Opiate Withdrawal – Uncomfortable To Downright Painful
Opiates are a group of very dangerous and extremely addictive drugs that depress the central nervous system and are usually prescribed to help manage pain. This includes drugs such as: heroin, morphine, methadone, codeine, Oxycontin, Vicodin, and many more. Opiates interact with the lymbic system of the brain to cause feelings of relaxation and euphoria, and it also works with the nerves in the spinal cord to reduce pain.
The Difficulty Of Opiate Withdrawal
These drugs cause extreme physical dependency, both in between highs and when trying to stop taking them all together. Over time, addicts end up developing a tolerance to opiates, causing them to use more and more of the drug to produce the same high. When this tolerance develops, the brain can no longer function as it used to and needs the drug to combat even the slightest pain.
Depending on the severity of the addiction, withdrawal can vary from uncomfortable to downright painful. Mild withdrawal effects include:
- Muscle aches
- Runny Nose
If an addict has been abusing opiates for a long period of time, they may experience more severe effects including:
- Abdominal Cramping
- Rapid Heart Rate
Opiates are also psychologically addictive, and those coming off the drug often feel anxiety, agitation, restlessness, and go through a variety of mood swings. These mental effects combined with the physical ones can make withdrawal a very tedious and unpleasant event.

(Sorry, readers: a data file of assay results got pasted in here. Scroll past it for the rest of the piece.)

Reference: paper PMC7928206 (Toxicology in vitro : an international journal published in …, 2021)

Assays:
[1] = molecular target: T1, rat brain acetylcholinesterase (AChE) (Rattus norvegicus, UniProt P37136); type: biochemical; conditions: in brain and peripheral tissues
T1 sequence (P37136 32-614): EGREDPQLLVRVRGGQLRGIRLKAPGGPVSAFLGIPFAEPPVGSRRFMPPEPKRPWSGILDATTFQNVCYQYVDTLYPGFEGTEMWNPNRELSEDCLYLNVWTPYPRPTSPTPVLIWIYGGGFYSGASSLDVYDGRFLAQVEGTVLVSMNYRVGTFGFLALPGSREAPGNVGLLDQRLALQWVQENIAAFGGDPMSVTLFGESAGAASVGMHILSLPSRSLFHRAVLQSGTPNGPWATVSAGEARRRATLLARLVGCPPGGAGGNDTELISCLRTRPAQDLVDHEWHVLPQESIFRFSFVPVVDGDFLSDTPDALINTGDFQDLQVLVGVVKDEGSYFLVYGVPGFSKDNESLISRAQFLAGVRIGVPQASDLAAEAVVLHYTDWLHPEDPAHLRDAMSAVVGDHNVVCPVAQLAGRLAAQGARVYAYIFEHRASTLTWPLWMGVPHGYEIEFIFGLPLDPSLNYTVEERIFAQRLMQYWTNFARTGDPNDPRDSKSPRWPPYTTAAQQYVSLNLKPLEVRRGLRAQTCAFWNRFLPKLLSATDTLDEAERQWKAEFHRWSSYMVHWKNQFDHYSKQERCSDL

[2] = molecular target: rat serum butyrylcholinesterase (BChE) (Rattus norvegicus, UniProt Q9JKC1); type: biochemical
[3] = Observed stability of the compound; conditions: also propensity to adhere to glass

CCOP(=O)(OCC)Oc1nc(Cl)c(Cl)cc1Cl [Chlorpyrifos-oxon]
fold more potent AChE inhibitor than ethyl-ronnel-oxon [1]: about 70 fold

Opiate Addiction Treatment
Hitting its peak at about 30 hours, withdrawal is the first stage of a recovering addict, and it can last for up to a week. First, they must rid their bodies of the drug, which causes the previous mentioned symptoms. This is often recommended to be done under supervision and care of a doctor so that complications do not occur. Thus, many experts believe that an inpatient treatment plan in a rehab facility is key to the detoxification process. During this detox, many addicts will receive the medication clonidine to relieve the uncomfortable effects of withdrawal. Buprenorphine has also been used to shorten the length of the detox.
Along side of detox, therapy is given in the form of cognitive behavioral treatment, individual therapy, and group support. Whether you choose a more traditional and faith-based 12-step program or a evidence-based SMART Recovery program, addicts will receive support from doctors, counselors, and other like them. These programs give addicts the necessary tools and coping mechanisms to help them avoid temptation and relapse in the future.
Get Help At RehabCenter.net
For More Information Related to “Opiate Withdrawal – Uncomfortable To Downright Painful” Be Sure To Check Out These Additional Resources From RehabCenter.net:
- The Thomas Recipe For Opiate Withdrawal
- What Are The Most Powerful Opiates?
- Methadone Vs Suboxone: Which Is Better For Treating Opioid Addiction?
- Does Opiate Addiction Ever Go Away?
- Is Opiate Withdrawal Life Threatening?